Institution University of Cambridge
Publication 'Dix-Neuf' (2023), 1–21

Runner up: Liam Lewis

Project ‘Rewilding with the cri in Medieval French Texts: Yvain and Mélusine’
Institution University of Nottingham
Publication 'French Studies' 77:2 (April 2023), 167–82

Previous recipients


We are delighted to announce both the winners of this year’s prize, while also lauding the quality of the following articles that were shortlisted:

Maury Bruhn : ‘Le Temps retourné: Temporal Distortion in À la recherche du temps perdu and Twin Peaks: The Return’ (L’Esprit Créateur, vol. 62, no. 3, Fall 2022).

Joseph R. Johnson : ‘The Physician’s Species: Knowledge and Power in the Animal Clinic.’ (Romanic Review 113.1 [May 2022]).

Blase Provitola: ‘TERF or Transfeminist Avant la Lettre?: Monique Wittig’s Complex Legacy in Trans Studies’ (TSQ: Transgender Studies Quarterly 9:3 [August 2022]).

Alice Roulliere : ‘Mocking the Fear of Ghosts in Ronsard’s Hymnes (1555–56).’ (French Studies 76, 2022, Vol. 76).

Usha Rungoo: ‘Creolization Otherwise : Centering the Local Intertextualities of Ananda Devi’s Pagli’ (PMLA, vol. 137, issue 5, October 2022).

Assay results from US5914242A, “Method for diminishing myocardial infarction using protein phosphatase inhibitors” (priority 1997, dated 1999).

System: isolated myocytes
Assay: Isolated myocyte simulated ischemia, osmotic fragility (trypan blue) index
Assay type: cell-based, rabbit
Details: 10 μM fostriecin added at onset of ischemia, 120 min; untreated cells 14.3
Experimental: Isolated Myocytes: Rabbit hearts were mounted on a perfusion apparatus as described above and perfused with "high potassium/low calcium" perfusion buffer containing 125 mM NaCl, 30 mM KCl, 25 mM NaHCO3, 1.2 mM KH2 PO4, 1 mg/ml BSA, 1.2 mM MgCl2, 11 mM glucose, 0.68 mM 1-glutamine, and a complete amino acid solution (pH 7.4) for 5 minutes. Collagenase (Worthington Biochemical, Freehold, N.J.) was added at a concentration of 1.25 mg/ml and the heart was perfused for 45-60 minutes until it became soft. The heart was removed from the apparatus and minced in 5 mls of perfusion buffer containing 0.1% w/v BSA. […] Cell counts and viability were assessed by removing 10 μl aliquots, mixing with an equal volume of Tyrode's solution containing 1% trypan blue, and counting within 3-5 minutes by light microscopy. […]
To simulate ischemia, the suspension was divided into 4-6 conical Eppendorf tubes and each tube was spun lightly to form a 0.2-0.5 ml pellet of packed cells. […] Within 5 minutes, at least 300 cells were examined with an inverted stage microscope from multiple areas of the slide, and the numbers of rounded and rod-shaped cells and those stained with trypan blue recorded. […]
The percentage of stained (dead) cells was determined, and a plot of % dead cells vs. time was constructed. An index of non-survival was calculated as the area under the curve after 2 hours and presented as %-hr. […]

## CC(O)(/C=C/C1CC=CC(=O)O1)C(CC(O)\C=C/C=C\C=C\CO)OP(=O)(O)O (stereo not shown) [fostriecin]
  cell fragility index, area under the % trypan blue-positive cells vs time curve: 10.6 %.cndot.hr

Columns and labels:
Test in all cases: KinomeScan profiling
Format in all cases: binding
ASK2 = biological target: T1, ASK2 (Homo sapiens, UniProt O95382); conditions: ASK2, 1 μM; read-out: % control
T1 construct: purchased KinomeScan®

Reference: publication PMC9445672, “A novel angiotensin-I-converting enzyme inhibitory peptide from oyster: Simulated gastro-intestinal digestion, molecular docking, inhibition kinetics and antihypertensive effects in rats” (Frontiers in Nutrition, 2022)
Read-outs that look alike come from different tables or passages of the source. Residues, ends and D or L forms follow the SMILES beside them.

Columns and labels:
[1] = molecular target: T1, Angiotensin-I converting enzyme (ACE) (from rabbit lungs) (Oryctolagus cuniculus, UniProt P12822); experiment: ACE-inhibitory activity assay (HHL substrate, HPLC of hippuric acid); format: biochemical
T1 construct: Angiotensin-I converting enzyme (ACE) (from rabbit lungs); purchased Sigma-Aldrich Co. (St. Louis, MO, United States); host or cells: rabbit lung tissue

Maria Beliaeva Solomon: ‘Fatal Attraction: Loving the Guillotined Woman, from Washington Irving to Alexandre Dumas’ (French Forum, Spring 2022).

Winner: Katie Pleming

Project Incest, affect and ambiguous politics in two films by Claire Denis
Institution University of Edinburgh

In this essay I examine two films in which Denis represents the possibility of incest: 35 rhums/35 Shots of Rum (2008) and High Life. Focusing first on the ambiguous mise-en-scene of father–daughter interactions, and subsequently on the affective impact of this framing, I explore the ethical and political contours of Denis’s strategic destabilizing of certainty in her representation of father–daughter relationships.

Publication 'Screen', Volume 63, Issue 3, Autumn 2022, pp. 309–326.

Runner up: Patrick Luiz Sullivan de Oliveira

Project ‘Transforming a Brazilian Aeronaut into a French Hero: Celebrity, Spectacle, and Technological Cosmopolitanism in the Turn-of-the-Century Atlantic’
Institution Princeton University